Libertarians argue a free society is a contractual society, one based on agreement between equals rather than force by the strong against the weak. In my view they are correct. But I have long since ceased to call myself a libertarian, even though in the abstract I agree with their basic ethical precepts. My reason is that libertarians do not understand their own precepts.
For example, unlike the simple clarity of abstract logical deductions about contracts and agreement, human life is irretrievably messy. Every element in a life is one thread among many that together comprise the tapestry of that life. Like threads in a tapestry, each takes on its meaning not simply by its isolated qualities, but also by how they relate to the context in which it exists.
This holds as strongly for abstract moral principles as for anything else. I have found that ethical arguments blind to the importance of context are always, or virtually always, radically defective. The libertarian ideal of voluntary contracts solving the practical problems of creating a free society is an excellent example.
The error in libertarian ideas about free contracts is that they take an abstract logical ethical principle and apply it to real world contexts where all sorts of very concrete issues modify how it manifests. I will start with an example with which a libertarian will agree.
I am walking along a deserted street when a mugger threatens me: “Your money or your life.” I give him my money. At the end of the exchange we are both better off. He has the money and I have my life, which otherwise would have been forfeit. The libertarian would say, and I agree, this is a bad example of a contract because it was not mutually voluntary. The context of coercion rather than actual coercion within which the transaction took place meant the exchange was coerced. (I was not physically held down and my wallet taken- I reached into my back pocket and gave it to him. The same act in a different context would have an entirely different meaning, turning a theft into an act of charity, for example.) So far, so good.
My property was lost in a war or natural disaster and you offer me and my children food and shelter, but only if I become your slave. The alternative is probable starvation for me and my children, I might well make the deal. My kids and I are better off as we are not starving to death. My ‘owner’ is better off for he has a slave. Is the contract a voluntary one? All too many ‘libertarians’ would say “yes.” (p.333) I am rendered propertyless as a result of aggression or circumstances beyond my control, and then someone took advantage of my misfortune to exact a terrible price for staying alive. But they did not do the aggressing themselves. They took advantage of an opportunity to make a formally voluntary exchange.
Some libertarians will agree with me that this contract is invalid. They would argue that we cannot sell ourselves. There are two dimensions to this argument, and both weaken the libertarian case. First, if we cannot sell ourselves what happens to the prime libertarian principle that we “own” ourselves? Clearly a word game is being played since ownership implies what is owned can be alienated because ownership is not the same as being identical to something.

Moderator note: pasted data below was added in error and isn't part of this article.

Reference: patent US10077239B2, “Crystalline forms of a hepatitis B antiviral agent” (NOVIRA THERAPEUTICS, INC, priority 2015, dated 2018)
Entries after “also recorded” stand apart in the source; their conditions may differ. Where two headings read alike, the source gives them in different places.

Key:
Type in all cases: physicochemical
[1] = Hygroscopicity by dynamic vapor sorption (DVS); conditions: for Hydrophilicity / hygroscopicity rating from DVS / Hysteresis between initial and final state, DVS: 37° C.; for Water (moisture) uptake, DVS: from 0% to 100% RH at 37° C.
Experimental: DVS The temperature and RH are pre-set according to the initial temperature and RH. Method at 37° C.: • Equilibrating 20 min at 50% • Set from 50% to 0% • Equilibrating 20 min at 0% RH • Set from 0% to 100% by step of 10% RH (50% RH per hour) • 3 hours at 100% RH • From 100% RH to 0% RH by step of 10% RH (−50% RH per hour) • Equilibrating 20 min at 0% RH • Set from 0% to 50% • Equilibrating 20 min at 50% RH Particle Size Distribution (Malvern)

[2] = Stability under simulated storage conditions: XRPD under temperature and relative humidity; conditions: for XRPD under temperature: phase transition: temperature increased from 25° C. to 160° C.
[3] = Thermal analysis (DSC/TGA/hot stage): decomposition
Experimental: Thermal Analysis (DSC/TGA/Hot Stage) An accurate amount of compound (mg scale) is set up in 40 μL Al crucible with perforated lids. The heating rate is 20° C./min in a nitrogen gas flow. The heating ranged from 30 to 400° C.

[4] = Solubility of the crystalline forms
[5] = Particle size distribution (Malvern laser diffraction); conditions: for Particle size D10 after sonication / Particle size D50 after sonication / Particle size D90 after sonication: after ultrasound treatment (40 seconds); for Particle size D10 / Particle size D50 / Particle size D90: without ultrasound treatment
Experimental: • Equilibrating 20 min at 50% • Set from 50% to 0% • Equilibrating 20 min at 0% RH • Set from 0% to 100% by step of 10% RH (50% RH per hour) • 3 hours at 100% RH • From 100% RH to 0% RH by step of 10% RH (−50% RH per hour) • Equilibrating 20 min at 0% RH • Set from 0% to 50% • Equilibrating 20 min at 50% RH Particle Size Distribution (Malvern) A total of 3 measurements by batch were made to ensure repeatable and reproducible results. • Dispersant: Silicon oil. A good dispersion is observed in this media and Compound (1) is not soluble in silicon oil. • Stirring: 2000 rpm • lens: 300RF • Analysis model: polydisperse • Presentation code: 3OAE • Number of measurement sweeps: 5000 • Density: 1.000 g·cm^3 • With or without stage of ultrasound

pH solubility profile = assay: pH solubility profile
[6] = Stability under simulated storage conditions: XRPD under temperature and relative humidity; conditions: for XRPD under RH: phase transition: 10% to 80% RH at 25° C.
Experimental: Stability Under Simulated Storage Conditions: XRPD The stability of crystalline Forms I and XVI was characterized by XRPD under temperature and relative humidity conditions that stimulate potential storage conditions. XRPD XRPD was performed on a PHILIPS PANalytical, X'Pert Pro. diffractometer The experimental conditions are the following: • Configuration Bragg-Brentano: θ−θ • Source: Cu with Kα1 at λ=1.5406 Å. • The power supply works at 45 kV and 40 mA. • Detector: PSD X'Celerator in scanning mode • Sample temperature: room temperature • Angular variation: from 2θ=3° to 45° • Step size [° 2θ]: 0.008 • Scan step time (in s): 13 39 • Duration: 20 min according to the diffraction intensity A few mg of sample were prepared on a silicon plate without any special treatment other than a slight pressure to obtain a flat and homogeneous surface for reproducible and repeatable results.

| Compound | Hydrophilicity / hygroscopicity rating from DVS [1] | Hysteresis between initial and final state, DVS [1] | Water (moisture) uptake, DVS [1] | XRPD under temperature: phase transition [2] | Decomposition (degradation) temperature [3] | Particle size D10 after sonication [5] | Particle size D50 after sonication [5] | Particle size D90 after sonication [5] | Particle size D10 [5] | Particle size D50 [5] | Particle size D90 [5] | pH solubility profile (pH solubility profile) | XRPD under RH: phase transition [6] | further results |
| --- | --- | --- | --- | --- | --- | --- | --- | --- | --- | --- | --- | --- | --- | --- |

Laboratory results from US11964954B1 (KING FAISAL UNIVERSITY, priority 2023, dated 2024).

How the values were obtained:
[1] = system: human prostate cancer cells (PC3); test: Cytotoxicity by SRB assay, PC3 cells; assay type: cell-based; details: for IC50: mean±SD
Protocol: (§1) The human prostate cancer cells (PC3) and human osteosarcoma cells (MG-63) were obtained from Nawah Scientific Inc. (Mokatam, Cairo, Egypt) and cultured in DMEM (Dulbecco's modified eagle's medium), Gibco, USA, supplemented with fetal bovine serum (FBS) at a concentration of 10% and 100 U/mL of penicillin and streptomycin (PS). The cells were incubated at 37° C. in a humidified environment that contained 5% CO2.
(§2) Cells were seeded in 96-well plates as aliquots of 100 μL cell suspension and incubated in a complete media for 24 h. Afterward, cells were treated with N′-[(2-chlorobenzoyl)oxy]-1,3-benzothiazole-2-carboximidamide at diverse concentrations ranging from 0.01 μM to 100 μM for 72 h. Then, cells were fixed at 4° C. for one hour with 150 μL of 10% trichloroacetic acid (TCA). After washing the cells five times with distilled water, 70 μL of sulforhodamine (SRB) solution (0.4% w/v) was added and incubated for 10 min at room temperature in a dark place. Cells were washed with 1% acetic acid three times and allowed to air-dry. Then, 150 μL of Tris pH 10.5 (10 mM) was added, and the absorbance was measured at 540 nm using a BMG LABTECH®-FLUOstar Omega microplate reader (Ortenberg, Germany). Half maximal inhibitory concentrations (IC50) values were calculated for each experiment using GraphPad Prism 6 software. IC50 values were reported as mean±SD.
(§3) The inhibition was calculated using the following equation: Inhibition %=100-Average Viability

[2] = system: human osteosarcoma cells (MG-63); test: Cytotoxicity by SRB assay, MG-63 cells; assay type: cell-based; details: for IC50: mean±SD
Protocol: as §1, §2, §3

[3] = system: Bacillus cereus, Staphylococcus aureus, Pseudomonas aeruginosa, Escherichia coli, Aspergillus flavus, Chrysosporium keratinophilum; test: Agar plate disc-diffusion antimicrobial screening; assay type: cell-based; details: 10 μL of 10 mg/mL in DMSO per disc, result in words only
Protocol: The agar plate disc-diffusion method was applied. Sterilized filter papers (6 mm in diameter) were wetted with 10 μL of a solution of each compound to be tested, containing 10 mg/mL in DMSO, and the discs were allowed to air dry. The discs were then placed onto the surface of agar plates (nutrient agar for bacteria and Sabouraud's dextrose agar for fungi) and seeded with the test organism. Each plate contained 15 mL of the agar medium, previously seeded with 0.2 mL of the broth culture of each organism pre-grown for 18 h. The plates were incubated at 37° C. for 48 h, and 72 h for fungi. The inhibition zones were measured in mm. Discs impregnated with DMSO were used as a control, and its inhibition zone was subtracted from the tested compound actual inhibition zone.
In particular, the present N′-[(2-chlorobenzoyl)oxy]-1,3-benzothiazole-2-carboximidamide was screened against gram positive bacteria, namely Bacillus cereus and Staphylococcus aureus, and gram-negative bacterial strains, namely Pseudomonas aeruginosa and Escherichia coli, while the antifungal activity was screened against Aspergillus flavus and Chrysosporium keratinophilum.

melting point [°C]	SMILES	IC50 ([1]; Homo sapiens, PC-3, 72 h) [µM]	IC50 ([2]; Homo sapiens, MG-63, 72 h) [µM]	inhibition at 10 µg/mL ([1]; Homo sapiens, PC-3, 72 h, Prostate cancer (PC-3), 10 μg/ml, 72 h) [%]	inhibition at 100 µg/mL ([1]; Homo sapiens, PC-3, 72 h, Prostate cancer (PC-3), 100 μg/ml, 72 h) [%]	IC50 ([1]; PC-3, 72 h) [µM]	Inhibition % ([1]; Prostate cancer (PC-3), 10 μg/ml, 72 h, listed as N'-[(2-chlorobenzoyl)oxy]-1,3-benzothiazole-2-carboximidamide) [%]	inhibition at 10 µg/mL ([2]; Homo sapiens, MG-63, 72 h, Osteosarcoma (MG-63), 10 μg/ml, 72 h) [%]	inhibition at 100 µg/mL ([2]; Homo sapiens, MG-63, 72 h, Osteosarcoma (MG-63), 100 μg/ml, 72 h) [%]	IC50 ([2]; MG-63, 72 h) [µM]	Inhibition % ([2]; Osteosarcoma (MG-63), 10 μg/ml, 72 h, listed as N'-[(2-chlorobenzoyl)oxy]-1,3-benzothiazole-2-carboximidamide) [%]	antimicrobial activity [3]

Setting that problem aside, another problem asserts itself. For thousands of years slaves were bought and sold between willing buyers and sellers. There was even a market price for them that arose the same way a market price existed for horses and cotton. And in a very real sense what constituted slavery did not include ownership of the core ‘self.’ Slaves were never property in the way a horse was. If my horse kicked you, I was liable. If my slave kicked you, the slave was liable. The slave owner owned all that could be owned.
When we realize that property rights are a bundle of discrete rights, as is now generally appreciated by economists, there is no logical barrier in my selling you control over me except for my inalienable personal responsibility for my actions that hurt others. In other words, the argument against slavery by some libertarians does not have the weight they think it has. Every quality of how I act other than my moral responsibility can be defined and given over to control by another.
Happily, many libertarians and other advocates of ‘free markets’ would be discomfited by this example, but its flaws cannot be derived from any abstract principles of property and contract. In truth, for them as for others, at bottom, it is the context of external necessity leading to subordinating oneself to another that bothers them.
Let us now add a slight modification.
Consider the same conditions holding as for example two, but slavery is illegal. Therefore, to preserve your life and the lives of your children, instead of being my slave you must be my servant for 14 hours a day, doing any and everything I command you to, for a term of 60 years. During this time I control who you can talk with, when you can eat, what you can read, and how you spend your time. You do not have time to look for other alternatives nor accumulate enough wealth to quit for a while to look for a job and still feed your kids. There is little real difference between slavery and this arrangement except that at the end of the allotted time at the end of my work day I am free to feed my kids, wash up, and go to bed as a ‘free’ man.
I am very close to describing many modern day employment relations, especially under conditions of high unemployment, except that today the hours are shorter. They once were not, as they continue to be in the developing parts of the world, such as China, India, and Bangladesh. Formal equality can mask enormous inequality and the resulting imposition of something very close to private despotism under the rubric of free contract.